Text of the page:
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Rail News: Financials

L.B. Foster posts first-quarter net loss; CEO eyes return to revenue-increase lane


L.B. Foster Co. might have recorded a first-quarter net loss, but the company's chief executive expects a return to revenue-increase lane once Congress passes a new federal highway and transit bill.

Today, the manufacturer, fabricator and distributor of rail, construction and tubular products reported a net loss of $0.1 million for quarter ended March 31 compared with a net loss of $0.2 million for the same 2003 period. The company's first-quarter 2003 figures included a $0.2 million net loss from discontinued operations.

Net sales for first-quarter 2004 were $65.5 million, compared with $59.5 million for the same 2003 period — a 10 percent increase — while gross margins declined by 2.5 percentage points to 9.1 percent compared with the same 2003 period. The principal reasons for the net sales increase? A $4 million hike in sales from the company's Rail Products segment, and a $2.8 million increase in Construction Products sales.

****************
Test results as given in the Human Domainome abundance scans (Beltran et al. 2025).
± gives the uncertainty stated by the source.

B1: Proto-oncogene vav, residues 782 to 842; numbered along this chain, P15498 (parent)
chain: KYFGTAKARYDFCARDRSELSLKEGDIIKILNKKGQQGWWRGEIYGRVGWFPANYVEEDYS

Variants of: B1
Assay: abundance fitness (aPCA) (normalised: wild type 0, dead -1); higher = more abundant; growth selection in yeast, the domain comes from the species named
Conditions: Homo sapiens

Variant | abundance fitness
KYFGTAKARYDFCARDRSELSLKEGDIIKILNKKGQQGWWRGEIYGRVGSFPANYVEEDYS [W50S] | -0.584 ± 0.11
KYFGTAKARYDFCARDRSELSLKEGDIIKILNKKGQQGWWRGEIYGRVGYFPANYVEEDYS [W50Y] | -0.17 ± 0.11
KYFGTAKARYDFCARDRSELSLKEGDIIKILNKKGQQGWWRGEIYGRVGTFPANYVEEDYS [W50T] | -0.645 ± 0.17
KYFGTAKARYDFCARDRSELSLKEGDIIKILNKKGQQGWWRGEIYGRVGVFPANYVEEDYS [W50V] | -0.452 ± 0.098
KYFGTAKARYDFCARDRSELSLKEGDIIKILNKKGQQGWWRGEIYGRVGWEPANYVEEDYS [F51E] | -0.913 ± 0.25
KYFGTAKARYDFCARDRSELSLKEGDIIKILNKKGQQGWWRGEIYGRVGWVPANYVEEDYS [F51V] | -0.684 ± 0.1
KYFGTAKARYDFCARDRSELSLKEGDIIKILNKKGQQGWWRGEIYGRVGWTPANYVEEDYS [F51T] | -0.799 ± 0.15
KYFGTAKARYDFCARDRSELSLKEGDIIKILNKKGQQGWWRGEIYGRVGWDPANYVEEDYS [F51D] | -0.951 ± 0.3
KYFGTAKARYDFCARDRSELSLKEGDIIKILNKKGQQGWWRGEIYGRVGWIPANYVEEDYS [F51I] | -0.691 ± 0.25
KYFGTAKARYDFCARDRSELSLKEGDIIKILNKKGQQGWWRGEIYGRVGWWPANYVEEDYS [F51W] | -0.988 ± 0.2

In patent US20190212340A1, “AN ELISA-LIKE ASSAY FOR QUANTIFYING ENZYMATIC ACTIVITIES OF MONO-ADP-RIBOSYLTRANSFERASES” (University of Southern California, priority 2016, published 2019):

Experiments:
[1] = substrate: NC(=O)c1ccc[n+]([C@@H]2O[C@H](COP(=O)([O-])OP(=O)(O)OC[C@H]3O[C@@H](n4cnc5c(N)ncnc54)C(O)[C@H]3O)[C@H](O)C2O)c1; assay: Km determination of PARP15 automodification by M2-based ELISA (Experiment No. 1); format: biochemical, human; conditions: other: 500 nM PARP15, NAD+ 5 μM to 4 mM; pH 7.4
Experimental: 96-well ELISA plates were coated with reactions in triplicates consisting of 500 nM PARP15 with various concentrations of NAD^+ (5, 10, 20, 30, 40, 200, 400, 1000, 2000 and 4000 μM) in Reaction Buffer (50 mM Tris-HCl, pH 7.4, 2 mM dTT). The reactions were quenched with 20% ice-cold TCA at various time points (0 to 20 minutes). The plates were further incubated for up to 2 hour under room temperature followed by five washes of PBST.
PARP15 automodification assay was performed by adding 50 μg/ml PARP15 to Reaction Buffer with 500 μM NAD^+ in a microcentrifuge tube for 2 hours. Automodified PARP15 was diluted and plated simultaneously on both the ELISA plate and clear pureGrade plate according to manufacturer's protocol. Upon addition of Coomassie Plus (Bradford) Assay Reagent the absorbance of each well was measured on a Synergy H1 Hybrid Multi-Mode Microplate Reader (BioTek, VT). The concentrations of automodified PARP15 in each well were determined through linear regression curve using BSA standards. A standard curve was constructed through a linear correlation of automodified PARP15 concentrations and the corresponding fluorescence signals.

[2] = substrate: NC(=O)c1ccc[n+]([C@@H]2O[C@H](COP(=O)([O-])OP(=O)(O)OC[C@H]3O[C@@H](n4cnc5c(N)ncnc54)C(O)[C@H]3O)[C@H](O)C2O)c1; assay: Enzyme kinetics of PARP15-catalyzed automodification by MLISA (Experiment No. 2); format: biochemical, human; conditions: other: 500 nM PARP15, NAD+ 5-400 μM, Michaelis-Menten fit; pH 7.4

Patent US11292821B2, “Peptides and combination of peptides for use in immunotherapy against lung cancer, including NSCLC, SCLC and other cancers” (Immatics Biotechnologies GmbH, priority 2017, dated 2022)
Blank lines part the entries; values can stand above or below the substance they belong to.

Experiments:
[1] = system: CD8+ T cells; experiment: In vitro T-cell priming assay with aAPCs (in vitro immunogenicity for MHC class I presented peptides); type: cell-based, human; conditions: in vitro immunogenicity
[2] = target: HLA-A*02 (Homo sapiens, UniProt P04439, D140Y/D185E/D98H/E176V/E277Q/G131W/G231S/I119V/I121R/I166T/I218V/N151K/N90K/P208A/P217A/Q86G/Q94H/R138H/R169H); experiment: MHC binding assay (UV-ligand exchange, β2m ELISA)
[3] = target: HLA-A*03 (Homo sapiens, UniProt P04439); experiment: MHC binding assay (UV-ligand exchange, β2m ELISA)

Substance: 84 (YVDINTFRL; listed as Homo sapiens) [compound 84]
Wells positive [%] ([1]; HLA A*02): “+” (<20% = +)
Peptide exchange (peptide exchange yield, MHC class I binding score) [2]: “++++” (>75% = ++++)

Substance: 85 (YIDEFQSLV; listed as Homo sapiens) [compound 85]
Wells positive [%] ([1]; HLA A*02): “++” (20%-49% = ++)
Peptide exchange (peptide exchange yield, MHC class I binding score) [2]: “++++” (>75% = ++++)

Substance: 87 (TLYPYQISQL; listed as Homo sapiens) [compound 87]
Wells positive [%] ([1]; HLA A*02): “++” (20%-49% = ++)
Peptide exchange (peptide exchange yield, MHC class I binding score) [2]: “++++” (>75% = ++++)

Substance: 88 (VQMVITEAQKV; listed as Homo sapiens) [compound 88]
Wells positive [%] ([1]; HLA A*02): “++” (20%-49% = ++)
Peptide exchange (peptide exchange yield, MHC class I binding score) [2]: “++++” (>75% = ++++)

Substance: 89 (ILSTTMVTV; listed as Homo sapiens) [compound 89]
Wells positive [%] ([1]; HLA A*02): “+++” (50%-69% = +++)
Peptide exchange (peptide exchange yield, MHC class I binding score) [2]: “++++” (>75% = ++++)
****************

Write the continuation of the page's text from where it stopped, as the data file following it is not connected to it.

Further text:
"While we are pleased with the performance of our Rail and Piling distribution units, a drop-off in volume at our manufacturing facilities, notably Fabricated Products and Coated Pipe, negatively impacted profitability in the first quarter," said President and Chief Executive Officer Stan Hasselbusch in a prepared statement. "Fabricated Products' sales in the first quarter 2004, when compared to 2003, were down 31 percent; Coated Pipe's revenues were off 77 percent."

Meanwhile, delays in passing a new federal highway and transit bill continues to "hurt" the company's Fabricated Products unit, and could weaken the Construction segment's outlook over the next three to five months, Hasselbusch said. But Hasselbusch believes passage of a bill larger than TEA-21 is "imminent" and should result in increased revenues throughout for the company's rail and construction segments later this year, Hasselbusch said, adding that first-quarter bookings improved 8 percent compared with the same 2003 period, despite "a continued weak market environment."

Contact Progressive Railroading editorial staff.

More News from 4/20/2004